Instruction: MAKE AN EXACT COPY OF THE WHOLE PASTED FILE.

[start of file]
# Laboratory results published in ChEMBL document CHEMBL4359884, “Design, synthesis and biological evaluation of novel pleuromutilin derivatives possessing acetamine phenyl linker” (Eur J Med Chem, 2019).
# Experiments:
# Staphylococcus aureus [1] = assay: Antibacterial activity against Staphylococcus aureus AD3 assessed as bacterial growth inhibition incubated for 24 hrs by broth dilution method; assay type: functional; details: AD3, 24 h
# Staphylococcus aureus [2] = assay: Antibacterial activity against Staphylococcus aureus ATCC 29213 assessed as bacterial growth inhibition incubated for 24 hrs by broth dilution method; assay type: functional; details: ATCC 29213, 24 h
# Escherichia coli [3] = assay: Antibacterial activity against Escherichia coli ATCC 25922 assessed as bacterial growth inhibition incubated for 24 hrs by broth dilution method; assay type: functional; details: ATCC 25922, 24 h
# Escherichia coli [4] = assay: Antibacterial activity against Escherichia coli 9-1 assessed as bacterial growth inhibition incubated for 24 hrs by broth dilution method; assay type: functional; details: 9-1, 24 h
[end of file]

# Laboratory results published in ChEMBL document CHEMBL4359884, “Design, synthesis and biological evaluation of novel pleuromutilin derivatives possessing acetamine phenyl linker” (Eur J Med Chem, 2019).
# Experiments:
# Staphylococcus aureus [1] = assay: Antibacterial activity against Staphylococcus aureus AD3 assessed as bacterial growth inhibition incubated for 24 hrs by broth dilution method; assay type: functional; details: AD3, 24 h
# Staphylococcus aureus [2] = assay: Antibacterial activity against Staphylococcus aureus ATCC 29213 assessed as bacterial growth inhibition incubated for 24 hrs by broth dilution method; assay type: functional; details: ATCC 29213, 24 h
# Escherichia coli [3] = assay: Antibacterial activity against Escherichia coli ATCC 25922 assessed as bacterial growth inhibition incubated for 24 hrs by broth dilution method; assay type: functional; details: ATCC 25922, 24 h
# Escherichia coli [4] = assay: Antibacterial activity against Escherichia coli 9-1 assessed as bacterial growth inhibition incubated for 24 hrs by broth dilution method; assay type: functional; details: 9-1, 24 h